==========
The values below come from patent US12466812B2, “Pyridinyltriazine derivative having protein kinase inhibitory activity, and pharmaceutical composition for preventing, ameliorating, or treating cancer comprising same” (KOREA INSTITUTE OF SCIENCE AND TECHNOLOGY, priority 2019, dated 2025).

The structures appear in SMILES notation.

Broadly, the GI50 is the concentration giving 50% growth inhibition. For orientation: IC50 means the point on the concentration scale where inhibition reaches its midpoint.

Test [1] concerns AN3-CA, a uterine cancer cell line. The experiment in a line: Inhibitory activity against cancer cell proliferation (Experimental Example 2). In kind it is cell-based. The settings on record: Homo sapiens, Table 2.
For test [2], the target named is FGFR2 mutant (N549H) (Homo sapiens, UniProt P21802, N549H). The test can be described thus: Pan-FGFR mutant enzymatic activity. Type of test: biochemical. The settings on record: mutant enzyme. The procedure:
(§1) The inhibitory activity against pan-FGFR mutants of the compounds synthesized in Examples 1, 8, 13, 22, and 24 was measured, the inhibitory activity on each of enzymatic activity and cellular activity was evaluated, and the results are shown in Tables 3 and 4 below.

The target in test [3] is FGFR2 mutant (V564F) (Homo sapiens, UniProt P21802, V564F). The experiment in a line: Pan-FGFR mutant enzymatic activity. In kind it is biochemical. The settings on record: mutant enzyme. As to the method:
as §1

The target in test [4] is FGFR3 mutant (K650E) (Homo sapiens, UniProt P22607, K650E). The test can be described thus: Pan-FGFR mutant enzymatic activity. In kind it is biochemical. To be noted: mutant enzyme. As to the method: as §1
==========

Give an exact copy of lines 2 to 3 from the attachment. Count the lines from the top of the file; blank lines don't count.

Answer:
The structures appear in SMILES notation.

Broadly, the GI50 is the concentration giving 50% growth inhibition. For orientation: IC50 means the point on the concentration scale where inhibition reaches its midpoint.